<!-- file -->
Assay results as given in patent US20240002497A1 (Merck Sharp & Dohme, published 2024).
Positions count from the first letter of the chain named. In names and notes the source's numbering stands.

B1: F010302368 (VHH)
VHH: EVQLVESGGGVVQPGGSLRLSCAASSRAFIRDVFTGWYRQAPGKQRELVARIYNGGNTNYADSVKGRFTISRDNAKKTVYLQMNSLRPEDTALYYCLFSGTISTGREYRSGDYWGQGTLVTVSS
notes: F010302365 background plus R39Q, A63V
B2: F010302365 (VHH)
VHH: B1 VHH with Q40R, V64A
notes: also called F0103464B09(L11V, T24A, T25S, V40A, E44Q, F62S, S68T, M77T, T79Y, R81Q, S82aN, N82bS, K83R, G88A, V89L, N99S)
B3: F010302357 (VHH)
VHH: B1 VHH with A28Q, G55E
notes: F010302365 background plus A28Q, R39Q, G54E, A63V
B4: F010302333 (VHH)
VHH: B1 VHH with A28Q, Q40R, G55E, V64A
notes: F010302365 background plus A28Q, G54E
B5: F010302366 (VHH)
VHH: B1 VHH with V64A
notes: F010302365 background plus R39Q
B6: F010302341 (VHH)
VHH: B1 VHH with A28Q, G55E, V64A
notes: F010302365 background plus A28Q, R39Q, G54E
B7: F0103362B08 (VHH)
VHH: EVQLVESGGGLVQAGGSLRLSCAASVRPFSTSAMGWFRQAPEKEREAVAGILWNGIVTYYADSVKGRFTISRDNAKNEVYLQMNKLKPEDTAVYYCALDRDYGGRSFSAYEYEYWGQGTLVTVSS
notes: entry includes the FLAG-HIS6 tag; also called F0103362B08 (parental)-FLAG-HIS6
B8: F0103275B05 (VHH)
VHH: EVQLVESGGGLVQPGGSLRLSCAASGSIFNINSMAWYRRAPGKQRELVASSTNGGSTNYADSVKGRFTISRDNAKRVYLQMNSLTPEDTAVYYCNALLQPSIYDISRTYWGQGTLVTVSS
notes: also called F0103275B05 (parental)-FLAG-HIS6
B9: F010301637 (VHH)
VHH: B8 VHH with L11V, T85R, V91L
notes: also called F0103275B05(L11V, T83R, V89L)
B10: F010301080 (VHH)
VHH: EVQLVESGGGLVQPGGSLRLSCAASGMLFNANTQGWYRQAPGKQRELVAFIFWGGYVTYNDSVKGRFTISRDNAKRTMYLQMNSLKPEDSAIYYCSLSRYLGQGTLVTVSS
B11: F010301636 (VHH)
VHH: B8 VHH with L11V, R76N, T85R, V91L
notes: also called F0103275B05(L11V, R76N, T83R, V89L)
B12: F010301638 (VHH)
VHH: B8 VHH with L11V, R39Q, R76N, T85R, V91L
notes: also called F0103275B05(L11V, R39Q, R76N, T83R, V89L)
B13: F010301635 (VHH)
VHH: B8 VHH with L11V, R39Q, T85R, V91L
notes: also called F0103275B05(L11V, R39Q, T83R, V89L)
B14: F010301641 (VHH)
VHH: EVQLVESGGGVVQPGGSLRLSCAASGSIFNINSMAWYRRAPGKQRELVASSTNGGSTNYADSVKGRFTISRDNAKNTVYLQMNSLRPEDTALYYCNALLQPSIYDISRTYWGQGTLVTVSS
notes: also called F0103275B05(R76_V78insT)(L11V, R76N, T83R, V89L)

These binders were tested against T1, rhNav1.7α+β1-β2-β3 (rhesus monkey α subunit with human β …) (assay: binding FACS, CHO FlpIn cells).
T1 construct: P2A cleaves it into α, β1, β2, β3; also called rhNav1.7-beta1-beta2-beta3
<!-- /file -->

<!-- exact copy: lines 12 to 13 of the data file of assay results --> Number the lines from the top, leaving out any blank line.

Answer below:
B4: F010302333 (VHH)
VHH: B1 VHH with A28Q, Q40R, G55E, V64A